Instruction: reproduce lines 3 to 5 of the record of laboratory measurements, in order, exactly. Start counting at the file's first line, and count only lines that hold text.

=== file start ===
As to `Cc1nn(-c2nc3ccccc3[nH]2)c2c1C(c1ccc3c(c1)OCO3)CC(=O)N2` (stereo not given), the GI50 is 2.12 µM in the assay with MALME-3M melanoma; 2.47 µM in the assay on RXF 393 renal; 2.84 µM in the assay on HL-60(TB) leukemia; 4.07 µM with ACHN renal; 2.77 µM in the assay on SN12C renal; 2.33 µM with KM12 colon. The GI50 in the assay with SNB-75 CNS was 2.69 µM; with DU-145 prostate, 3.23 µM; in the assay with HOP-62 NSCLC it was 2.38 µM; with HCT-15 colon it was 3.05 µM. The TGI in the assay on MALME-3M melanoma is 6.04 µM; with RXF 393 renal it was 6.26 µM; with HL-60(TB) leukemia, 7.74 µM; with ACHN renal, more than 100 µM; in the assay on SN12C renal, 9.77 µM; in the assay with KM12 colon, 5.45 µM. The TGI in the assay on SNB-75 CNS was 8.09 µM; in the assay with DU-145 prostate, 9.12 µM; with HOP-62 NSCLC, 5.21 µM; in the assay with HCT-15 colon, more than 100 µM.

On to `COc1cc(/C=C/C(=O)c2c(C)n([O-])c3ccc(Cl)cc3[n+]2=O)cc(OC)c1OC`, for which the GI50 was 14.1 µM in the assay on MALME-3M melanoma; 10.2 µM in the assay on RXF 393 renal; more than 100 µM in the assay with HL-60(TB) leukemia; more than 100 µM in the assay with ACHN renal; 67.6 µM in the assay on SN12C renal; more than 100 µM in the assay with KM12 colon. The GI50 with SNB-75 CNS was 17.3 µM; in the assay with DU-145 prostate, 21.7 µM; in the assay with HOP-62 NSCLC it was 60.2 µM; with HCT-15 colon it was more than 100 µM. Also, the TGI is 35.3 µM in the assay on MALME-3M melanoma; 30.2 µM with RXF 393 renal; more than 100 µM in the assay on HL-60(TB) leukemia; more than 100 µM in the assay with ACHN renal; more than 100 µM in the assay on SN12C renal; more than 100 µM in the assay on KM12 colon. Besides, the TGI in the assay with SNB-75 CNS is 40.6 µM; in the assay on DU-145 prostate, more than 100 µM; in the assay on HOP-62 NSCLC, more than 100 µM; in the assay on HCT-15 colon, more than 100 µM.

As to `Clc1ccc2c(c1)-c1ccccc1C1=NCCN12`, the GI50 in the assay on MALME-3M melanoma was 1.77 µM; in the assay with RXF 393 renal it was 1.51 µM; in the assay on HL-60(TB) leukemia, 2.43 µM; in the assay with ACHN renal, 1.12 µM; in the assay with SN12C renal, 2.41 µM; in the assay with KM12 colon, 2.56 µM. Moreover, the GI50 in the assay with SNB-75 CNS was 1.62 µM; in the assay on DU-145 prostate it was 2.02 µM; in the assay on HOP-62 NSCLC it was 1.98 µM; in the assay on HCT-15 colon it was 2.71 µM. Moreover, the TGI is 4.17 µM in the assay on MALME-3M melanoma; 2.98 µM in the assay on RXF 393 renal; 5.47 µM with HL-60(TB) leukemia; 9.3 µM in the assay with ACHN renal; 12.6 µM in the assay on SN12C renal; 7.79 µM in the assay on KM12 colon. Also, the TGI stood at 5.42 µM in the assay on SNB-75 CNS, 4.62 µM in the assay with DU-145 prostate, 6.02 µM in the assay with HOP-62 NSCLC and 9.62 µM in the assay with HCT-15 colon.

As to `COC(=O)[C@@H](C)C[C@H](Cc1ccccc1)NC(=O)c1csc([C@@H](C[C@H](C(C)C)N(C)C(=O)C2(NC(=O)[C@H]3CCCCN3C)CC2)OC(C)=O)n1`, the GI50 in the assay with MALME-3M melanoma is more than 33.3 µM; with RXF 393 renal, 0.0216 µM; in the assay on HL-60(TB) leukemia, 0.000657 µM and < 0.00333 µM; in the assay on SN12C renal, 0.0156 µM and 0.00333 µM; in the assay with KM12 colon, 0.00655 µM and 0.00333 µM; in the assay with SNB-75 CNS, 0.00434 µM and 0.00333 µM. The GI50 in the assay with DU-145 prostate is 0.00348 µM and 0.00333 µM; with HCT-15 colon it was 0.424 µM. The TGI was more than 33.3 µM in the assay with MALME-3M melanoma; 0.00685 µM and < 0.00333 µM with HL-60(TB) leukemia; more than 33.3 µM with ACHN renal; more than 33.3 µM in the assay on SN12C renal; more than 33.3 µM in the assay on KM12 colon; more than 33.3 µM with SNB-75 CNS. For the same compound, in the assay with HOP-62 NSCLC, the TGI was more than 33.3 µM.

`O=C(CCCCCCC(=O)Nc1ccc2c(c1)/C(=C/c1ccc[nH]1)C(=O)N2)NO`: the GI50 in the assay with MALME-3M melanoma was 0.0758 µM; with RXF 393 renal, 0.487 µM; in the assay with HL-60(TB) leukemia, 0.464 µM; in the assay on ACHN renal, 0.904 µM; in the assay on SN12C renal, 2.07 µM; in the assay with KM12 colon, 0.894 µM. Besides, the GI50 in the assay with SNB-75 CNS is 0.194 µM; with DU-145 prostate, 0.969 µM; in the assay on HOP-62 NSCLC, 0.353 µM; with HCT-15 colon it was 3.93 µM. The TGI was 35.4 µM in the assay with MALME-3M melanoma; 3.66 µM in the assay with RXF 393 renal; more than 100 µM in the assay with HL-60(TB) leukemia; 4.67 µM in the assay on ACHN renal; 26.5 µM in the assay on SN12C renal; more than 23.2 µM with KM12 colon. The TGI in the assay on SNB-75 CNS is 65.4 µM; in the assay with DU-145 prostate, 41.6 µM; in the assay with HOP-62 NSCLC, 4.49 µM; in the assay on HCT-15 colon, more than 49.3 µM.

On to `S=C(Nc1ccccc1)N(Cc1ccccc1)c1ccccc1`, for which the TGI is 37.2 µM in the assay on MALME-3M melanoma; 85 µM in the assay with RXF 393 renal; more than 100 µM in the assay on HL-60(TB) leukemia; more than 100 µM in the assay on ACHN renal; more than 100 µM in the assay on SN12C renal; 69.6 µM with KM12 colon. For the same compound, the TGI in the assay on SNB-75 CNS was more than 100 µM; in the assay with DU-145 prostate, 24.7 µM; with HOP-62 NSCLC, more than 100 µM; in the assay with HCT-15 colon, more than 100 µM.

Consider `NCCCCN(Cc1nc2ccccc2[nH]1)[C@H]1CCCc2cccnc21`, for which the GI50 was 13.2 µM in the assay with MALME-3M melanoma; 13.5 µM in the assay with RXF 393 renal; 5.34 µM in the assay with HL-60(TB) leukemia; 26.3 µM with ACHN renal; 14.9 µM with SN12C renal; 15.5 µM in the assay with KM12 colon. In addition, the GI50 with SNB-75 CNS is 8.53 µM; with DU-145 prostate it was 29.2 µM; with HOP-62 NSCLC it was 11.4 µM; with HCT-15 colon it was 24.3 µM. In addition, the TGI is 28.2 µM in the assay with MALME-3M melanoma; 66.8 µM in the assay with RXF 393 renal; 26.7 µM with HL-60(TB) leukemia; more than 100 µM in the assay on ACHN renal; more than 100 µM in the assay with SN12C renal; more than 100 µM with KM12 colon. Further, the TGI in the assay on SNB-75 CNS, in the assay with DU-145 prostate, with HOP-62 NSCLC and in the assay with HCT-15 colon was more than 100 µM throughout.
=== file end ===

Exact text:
As to `Clc1ccc2c(c1)-c1ccccc1C1=NCCN12`, the GI50 in the assay on MALME-3M melanoma was 1.77 µM; in the assay with RXF 393 renal it was 1.51 µM; in the assay on HL-60(TB) leukemia, 2.43 µM; in the assay with ACHN renal, 1.12 µM; in the assay with SN12C renal, 2.41 µM; in the assay with KM12 colon, 2.56 µM. Moreover, the GI50 in the assay with SNB-75 CNS was 1.62 µM; in the assay on DU-145 prostate it was 2.02 µM; in the assay on HOP-62 NSCLC it was 1.98 µM; in the assay on HCT-15 colon it was 2.71 µM. Moreover, the TGI is 4.17 µM in the assay on MALME-3M melanoma; 2.98 µM in the assay on RXF 393 renal; 5.47 µM with HL-60(TB) leukemia; 9.3 µM in the assay with ACHN renal; 12.6 µM in the assay on SN12C renal; 7.79 µM in the assay on KM12 colon. Also, the TGI stood at 5.42 µM in the assay on SNB-75 CNS, 4.62 µM in the assay with DU-145 prostate, 6.02 µM in the assay with HOP-62 NSCLC and 9.62 µM in the assay with HCT-15 colon.

As to `COC(=O)[C@@H](C)C[C@H](Cc1ccccc1)NC(=O)c1csc([C@@H](C[C@H](C(C)C)N(C)C(=O)C2(NC(=O)[C@H]3CCCCN3C)CC2)OC(C)=O)n1`, the GI50 in the assay with MALME-3M melanoma is more than 33.3 µM; with RXF 393 renal, 0.0216 µM; in the assay on HL-60(TB) leukemia, 0.000657 µM and < 0.00333 µM; in the assay on SN12C renal, 0.0156 µM and 0.00333 µM; in the assay with KM12 colon, 0.00655 µM and 0.00333 µM; in the assay with SNB-75 CNS, 0.00434 µM and 0.00333 µM. The GI50 in the assay with DU-145 prostate is 0.00348 µM and 0.00333 µM; with HCT-15 colon it was 0.424 µM. The TGI was more than 33.3 µM in the assay with MALME-3M melanoma; 0.00685 µM and < 0.00333 µM with HL-60(TB) leukemia; more than 33.3 µM with ACHN renal; more than 33.3 µM in the assay on SN12C renal; more than 33.3 µM in the assay on KM12 colon; more than 33.3 µM with SNB-75 CNS. For the same compound, in the assay with HOP-62 NSCLC, the TGI was more than 33.3 µM.

`O=C(CCCCCCC(=O)Nc1ccc2c(c1)/C(=C/c1ccc[nH]1)C(=O)N2)NO`: the GI50 in the assay with MALME-3M melanoma was 0.0758 µM; with RXF 393 renal, 0.487 µM; in the assay with HL-60(TB) leukemia, 0.464 µM; in the assay on ACHN renal, 0.904 µM; in the assay on SN12C renal, 2.07 µM; in the assay with KM12 colon, 0.894 µM. Besides, the GI50 in the assay with SNB-75 CNS is 0.194 µM; with DU-145 prostate, 0.969 µM; in the assay on HOP-62 NSCLC, 0.353 µM; with HCT-15 colon it was 3.93 µM. The TGI was 35.4 µM in the assay with MALME-3M melanoma; 3.66 µM in the assay with RXF 393 renal; more than 100 µM in the assay with HL-60(TB) leukemia; 4.67 µM in the assay on ACHN renal; 26.5 µM in the assay on SN12C renal; more than 23.2 µM with KM12 colon. The TGI in the assay on SNB-75 CNS is 65.4 µM; in the assay with DU-145 prostate, 41.6 µM; in the assay with HOP-62 NSCLC, 4.49 µM; in the assay on HCT-15 colon, more than 49.3 µM.